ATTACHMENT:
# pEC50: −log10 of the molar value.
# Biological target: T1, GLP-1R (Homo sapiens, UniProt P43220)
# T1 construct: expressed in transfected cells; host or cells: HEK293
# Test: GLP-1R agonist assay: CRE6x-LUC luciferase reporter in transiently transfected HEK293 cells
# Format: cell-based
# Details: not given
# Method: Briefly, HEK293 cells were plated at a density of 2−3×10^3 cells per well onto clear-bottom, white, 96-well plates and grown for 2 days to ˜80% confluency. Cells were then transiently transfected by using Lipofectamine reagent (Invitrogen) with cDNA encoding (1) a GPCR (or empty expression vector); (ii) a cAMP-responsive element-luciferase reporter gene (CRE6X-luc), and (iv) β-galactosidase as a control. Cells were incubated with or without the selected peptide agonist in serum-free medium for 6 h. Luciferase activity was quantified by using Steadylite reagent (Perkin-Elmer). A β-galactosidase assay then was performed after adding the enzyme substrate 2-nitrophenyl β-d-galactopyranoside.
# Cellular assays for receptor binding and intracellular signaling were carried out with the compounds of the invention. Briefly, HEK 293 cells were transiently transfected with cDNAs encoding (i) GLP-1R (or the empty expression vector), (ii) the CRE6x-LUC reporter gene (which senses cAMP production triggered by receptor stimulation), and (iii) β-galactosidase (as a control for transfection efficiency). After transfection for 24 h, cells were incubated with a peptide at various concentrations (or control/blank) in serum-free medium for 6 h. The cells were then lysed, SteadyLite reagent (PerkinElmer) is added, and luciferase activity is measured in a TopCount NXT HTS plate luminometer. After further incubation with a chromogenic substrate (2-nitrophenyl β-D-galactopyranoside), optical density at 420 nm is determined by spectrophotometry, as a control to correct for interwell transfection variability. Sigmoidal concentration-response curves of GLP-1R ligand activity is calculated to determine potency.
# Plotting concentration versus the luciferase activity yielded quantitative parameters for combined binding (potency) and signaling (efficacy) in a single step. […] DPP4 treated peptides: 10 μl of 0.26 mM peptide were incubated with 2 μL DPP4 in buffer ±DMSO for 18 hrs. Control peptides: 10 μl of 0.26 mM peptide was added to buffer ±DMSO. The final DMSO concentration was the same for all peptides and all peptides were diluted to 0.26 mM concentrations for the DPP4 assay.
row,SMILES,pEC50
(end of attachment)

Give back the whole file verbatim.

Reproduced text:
# pEC50: −log10 of the molar value.
# Biological target: T1, GLP-1R (Homo sapiens, UniProt P43220)
# T1 construct: expressed in transfected cells; host or cells: HEK293
# Test: GLP-1R agonist assay: CRE6x-LUC luciferase reporter in transiently transfected HEK293 cells
# Format: cell-based
# Details: not given
# Method: Briefly, HEK293 cells were plated at a density of 2−3×10^3 cells per well onto clear-bottom, white, 96-well plates and grown for 2 days to ˜80% confluency. Cells were then transiently transfected by using Lipofectamine reagent (Invitrogen) with cDNA encoding (1) a GPCR (or empty expression vector); (ii) a cAMP-responsive element-luciferase reporter gene (CRE6X-luc), and (iv) β-galactosidase as a control. Cells were incubated with or without the selected peptide agonist in serum-free medium for 6 h. Luciferase activity was quantified by using Steadylite reagent (Perkin-Elmer). A β-galactosidase assay then was performed after adding the enzyme substrate 2-nitrophenyl β-d-galactopyranoside.
# Cellular assays for receptor binding and intracellular signaling were carried out with the compounds of the invention. Briefly, HEK 293 cells were transiently transfected with cDNAs encoding (i) GLP-1R (or the empty expression vector), (ii) the CRE6x-LUC reporter gene (which senses cAMP production triggered by receptor stimulation), and (iii) β-galactosidase (as a control for transfection efficiency). After transfection for 24 h, cells were incubated with a peptide at various concentrations (or control/blank) in serum-free medium for 6 h. The cells were then lysed, SteadyLite reagent (PerkinElmer) is added, and luciferase activity is measured in a TopCount NXT HTS plate luminometer. After further incubation with a chromogenic substrate (2-nitrophenyl β-D-galactopyranoside), optical density at 420 nm is determined by spectrophotometry, as a control to correct for interwell transfection variability. Sigmoidal concentration-response curves of GLP-1R ligand activity is calculated to determine potency.
# Plotting concentration versus the luciferase activity yielded quantitative parameters for combined binding (potency) and signaling (efficacy) in a single step. […] DPP4 treated peptides: 10 μl of 0.26 mM peptide were incubated with 2 μL DPP4 in buffer ±DMSO for 18 hrs. Control peptides: 10 μl of 0.26 mM peptide was added to buffer ±DMSO. The final DMSO concentration was the same for all peptides and all peptides were diluted to 0.26 mM concentrations for the DPP4 assay.
row,SMILES,pEC50